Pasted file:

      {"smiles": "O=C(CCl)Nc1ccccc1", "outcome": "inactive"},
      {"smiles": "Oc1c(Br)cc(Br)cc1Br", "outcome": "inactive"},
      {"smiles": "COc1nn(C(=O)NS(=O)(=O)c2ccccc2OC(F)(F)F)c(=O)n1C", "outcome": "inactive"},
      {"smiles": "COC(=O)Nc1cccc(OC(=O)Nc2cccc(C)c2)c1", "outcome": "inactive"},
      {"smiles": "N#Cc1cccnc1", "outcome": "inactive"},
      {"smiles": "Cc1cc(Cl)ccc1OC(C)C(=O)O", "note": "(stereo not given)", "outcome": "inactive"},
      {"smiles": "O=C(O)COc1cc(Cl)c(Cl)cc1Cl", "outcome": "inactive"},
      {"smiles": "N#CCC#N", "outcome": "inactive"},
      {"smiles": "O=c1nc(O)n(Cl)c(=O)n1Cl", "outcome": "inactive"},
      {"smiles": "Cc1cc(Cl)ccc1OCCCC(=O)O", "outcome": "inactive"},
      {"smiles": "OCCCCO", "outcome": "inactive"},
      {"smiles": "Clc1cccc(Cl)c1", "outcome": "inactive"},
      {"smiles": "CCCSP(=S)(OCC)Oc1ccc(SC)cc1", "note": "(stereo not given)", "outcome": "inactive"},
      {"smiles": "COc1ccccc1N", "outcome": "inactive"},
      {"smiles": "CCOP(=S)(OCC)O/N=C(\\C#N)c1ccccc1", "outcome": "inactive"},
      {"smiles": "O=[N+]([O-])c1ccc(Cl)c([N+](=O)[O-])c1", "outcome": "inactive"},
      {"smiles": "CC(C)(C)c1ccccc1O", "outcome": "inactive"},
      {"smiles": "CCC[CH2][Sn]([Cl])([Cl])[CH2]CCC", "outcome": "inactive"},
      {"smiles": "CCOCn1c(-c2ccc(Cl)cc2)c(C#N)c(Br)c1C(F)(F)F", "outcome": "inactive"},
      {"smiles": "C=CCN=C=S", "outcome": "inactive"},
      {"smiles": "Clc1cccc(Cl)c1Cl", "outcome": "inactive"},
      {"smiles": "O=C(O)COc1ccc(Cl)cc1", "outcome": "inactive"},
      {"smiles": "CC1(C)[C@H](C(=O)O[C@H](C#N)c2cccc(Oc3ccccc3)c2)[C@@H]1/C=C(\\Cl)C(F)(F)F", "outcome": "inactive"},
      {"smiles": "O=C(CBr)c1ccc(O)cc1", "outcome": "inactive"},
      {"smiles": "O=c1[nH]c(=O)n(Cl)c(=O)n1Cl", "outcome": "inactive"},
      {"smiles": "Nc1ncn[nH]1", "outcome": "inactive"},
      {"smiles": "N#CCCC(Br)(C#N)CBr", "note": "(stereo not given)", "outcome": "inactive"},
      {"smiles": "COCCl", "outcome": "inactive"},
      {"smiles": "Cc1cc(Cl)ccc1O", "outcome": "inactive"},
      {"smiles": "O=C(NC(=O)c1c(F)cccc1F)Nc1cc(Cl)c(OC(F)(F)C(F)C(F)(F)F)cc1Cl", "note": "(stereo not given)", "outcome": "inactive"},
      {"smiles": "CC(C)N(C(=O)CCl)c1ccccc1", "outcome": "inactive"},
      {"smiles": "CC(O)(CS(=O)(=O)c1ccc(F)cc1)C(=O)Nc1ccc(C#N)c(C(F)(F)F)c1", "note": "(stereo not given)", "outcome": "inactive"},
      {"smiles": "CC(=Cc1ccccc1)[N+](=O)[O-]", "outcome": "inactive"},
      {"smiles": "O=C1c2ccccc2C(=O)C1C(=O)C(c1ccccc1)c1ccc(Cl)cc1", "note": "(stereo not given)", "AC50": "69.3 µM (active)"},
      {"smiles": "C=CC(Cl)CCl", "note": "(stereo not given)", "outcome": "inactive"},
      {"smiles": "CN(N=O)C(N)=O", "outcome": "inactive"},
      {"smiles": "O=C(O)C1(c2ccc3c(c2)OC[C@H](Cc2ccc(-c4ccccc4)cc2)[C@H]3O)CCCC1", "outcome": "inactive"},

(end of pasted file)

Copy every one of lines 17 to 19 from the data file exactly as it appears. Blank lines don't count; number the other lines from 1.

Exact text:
      {"smiles": "CC(C)(C)c1ccccc1O", "outcome": "inactive"},
      {"smiles": "CCC[CH2][Sn]([Cl])([Cl])[CH2]CCC", "outcome": "inactive"},
      {"smiles": "CCOCn1c(-c2ccc(Cl)cc2)c(C#N)c(Br)c1C(F)(F)F", "outcome": "inactive"},